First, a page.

Mazda

The Mazda Motor Corporation is a Japanese automaker that was founded in 1920. It is based in Fuchu, which is in the Aki District of Hiroshima, Japan, and it is currently one of the top 20 largest automakers in the world. Mazda is well-known for its devotion to the rotary engine, and for a number of years it was the only automaker in the world that offered a Wankel-type engine. Ford held a controlling interest in this publicly traded company for a number of years, although Ford divested most of its shares by 2010 and Mazda bought back a number of its own shares.

 

mazda logo

Mazda’s current “outspread wings” logo is meant to be a stylized letter M.

History of the Mazda Motor Corporation

The history of the Mazda Motor Corporation ban be traced back to the Toyo Cork Kogyo Company, which was originally engaged in the business of producing artificial cork. The company was in dire straits following the conclusion of World War I, and Jujiro Matsuda was asked to take control of it in 1920. Under Matsuda’s stewardship, the Toyo Cork Kogyo Company shifted focus to the production of machine tools. Then, in 1931, the company’s focus shifted to automobile production. Although the company was officially named Toyo Kogyo Co. Ltd. at that time, its first vehicle was the Mazda-Go. This early Mazda vehicle resembled a three-wheeled motorcycle with a truck bed, and it was available in both open and enclosed versions.

During Japan’s involvement in World War II, the company was brought under Government control and used to manufacture rifles. This echoed an earlier successful business venture of Jujiro Matsuda’s, as he had once been very successful supplying rifles to the Tsar of Russia with his Matsuda Works.

After the war ended, the company’s focus returned to automobiles, and by the 1960s extensive resources were being put into the development of a Wankel-style rotary engine. This unique (at least among Japanese automakers) engine design helped Mazda stand out, and it would eventually start to export both rotary and piston engine vehicles out of Japan.

Financial difficulties during the 1960s were compounded by the gas crisis that occurred in the 1970s, as consumers looked toward engines that were more fuel efficient than the rotary engines offered by the current crop of Mazda cars and trucks. Although Toyo Kogyo was able to fall back on its piston-driven lineup, it required help from Sumitomo Bank and a strategic investment from the Ford Motor Company to get back on its feet.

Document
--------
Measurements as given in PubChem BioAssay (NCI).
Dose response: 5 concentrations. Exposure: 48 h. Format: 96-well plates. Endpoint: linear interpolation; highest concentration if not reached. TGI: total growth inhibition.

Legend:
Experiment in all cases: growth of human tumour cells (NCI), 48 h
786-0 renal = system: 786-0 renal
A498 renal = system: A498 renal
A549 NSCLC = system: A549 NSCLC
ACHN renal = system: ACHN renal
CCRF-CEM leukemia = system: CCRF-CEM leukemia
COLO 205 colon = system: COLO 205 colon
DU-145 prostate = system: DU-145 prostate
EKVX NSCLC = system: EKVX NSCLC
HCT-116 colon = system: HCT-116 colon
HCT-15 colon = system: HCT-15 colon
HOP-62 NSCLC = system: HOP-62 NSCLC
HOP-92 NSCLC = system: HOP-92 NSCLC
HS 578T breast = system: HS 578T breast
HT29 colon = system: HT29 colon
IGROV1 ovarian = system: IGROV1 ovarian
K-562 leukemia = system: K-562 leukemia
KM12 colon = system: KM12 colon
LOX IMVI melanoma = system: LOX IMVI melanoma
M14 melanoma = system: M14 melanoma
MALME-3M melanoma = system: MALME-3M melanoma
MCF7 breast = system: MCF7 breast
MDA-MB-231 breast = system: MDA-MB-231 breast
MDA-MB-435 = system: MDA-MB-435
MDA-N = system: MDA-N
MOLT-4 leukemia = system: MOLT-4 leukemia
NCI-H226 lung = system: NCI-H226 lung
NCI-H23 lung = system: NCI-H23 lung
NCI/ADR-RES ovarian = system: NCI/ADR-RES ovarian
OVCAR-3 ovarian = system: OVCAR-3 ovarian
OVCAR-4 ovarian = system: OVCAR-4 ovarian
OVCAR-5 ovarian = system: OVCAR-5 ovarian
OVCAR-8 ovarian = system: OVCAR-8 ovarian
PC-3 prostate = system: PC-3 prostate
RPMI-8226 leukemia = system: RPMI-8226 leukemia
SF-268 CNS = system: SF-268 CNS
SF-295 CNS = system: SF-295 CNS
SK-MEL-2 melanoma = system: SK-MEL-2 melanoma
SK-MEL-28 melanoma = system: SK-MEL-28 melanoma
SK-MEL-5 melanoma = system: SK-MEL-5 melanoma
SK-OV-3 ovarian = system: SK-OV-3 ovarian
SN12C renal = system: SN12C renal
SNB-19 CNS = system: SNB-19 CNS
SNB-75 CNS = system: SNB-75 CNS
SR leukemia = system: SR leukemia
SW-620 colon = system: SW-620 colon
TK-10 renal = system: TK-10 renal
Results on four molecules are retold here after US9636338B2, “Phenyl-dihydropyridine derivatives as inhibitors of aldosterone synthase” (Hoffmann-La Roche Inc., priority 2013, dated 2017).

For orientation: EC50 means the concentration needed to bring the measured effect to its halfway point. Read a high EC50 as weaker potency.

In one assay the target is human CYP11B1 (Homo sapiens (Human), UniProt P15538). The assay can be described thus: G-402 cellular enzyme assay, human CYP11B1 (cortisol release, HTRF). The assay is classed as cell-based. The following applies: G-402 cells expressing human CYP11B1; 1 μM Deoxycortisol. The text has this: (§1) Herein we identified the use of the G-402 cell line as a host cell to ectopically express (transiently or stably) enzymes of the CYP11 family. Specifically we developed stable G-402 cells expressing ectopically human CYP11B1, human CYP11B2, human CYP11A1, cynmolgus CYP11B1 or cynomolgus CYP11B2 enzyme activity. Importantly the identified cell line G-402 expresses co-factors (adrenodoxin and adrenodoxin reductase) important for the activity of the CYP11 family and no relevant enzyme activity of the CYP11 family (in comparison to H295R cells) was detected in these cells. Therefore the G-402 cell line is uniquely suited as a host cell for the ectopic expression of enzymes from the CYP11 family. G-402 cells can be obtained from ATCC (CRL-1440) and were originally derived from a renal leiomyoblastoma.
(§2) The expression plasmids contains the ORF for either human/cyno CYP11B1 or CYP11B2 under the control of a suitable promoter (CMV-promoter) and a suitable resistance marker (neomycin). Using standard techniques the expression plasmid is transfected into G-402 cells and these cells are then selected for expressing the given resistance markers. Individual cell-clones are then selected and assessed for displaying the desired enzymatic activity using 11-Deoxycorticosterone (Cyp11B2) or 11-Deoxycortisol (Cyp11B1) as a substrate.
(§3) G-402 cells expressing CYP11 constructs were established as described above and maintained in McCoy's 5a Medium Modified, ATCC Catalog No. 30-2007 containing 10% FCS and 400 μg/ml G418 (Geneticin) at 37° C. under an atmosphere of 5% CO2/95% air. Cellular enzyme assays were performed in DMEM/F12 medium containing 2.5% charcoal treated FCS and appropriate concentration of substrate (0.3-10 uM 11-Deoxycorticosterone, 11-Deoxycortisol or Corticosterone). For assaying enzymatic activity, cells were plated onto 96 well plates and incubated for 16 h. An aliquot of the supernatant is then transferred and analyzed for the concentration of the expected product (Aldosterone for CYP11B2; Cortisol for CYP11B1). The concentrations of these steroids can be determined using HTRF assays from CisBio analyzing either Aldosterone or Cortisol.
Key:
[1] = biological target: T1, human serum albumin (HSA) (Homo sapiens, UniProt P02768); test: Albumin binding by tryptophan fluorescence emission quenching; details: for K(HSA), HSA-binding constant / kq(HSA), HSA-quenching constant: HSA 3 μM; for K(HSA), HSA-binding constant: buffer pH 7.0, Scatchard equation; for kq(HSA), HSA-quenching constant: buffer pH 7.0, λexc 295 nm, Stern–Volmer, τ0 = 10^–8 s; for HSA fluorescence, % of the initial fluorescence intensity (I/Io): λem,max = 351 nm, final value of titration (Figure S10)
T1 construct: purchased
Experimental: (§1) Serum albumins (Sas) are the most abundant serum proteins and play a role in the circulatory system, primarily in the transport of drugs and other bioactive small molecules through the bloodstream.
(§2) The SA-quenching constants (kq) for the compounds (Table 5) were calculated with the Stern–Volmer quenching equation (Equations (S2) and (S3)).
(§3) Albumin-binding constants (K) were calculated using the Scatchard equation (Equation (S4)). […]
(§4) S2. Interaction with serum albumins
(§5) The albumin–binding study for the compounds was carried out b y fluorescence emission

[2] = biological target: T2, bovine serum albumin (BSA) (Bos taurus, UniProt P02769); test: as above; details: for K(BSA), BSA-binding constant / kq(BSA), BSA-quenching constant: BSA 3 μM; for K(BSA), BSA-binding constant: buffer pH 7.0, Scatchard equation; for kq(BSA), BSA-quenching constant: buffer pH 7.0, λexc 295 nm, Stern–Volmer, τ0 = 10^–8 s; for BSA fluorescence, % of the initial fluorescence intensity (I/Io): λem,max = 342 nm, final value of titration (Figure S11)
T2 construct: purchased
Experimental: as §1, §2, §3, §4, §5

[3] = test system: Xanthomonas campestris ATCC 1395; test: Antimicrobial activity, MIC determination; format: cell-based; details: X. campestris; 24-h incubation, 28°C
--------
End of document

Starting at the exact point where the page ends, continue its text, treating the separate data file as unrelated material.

The Toyo Kogyo Company’s partnership with Ford started in 1979 and persisted through the first decade of the 21st century. This strategic partnership started with Ford buying a 7 percent stake in Toyo Kogyo, and Ford would ultimately own a controlling interest in the company. This also marked the end of the Matsuda family’s control of the company, which was renamed Mazda Motor Corporation in 1984.

Mazda’s new alliance with Ford led to decades of technology sharing and co-developed vehicles that only ended when Ford divested its controlling interest in 2008 and sold even more shares in 2010. Today, Mazda is even looking at pulling out of joint ventures like the AutoAlliance International plant and Changan Ford Mazda in China.

Today, Mazda has offices in Japan, North America (Canada and Mexico), Europe, Australasia, and China, and has production facilities in Japan, North America (through AutoAlliance), the middle east, South America, and elsewhere.

Vital Mazda Motor Corporation Data

Founded: Hiroshima, Japan (1920)
Current headquarters: Hiroshima, Japan
Employees: ~38,000
Joint Ventures: AutoAlliance International, Changan Ford Mazda

Mazda Motor Corporation Contact Information

North America

Phone: 800.222.5500

Mailing Address
Mazda North American Operations
Attn: Customer Assistance Center
Box 19734
Irvine, CA
92623-9734

 



JD Laukkonen

JD Laukkonen turned wrenches in the north end of Seattle for a decade, so he’s no stranger to the inner workings of modern automobiles. He has worked as a freelance writer since closing his shop in 2007, and he currently covers automotive technology for Lifewire.com.

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